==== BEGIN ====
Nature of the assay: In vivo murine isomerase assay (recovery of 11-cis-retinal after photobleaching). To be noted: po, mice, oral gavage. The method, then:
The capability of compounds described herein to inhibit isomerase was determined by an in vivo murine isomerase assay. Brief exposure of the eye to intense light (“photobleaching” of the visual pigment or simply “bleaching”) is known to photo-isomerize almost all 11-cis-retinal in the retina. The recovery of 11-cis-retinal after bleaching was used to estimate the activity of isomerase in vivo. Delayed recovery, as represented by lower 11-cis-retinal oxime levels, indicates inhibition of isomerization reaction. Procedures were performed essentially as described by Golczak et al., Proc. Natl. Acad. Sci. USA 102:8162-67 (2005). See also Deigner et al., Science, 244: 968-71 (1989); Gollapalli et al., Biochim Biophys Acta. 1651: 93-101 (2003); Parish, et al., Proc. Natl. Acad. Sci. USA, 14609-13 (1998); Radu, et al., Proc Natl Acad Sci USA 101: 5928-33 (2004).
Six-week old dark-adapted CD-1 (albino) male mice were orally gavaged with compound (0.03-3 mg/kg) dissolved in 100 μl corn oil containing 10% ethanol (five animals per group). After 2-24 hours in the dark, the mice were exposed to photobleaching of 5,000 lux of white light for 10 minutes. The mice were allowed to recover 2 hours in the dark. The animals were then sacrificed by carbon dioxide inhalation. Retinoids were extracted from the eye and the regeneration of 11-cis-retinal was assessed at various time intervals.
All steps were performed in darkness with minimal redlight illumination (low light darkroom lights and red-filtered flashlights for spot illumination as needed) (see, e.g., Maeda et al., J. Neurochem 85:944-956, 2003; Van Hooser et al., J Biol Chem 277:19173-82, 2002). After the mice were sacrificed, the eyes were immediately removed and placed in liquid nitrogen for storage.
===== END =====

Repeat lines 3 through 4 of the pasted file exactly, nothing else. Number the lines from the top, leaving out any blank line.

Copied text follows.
Six-week old dark-adapted CD-1 (albino) male mice were orally gavaged with compound (0.03-3 mg/kg) dissolved in 100 μl corn oil containing 10% ethanol (five animals per group). After 2-24 hours in the dark, the mice were exposed to photobleaching of 5,000 lux of white light for 10 minutes. The mice were allowed to recover 2 hours in the dark. The animals were then sacrificed by carbon dioxide inhalation. Retinoids were extracted from the eye and the regeneration of 11-cis-retinal was assessed at various time intervals.
All steps were performed in darkness with minimal redlight illumination (low light darkroom lights and red-filtered flashlights for spot illumination as needed) (see, e.g., Maeda et al., J. Neurochem 85:944-956, 2003; Van Hooser et al., J Biol Chem 277:19173-82, 2002). After the mice were sacrificed, the eyes were immediately removed and placed in liquid nitrogen for storage.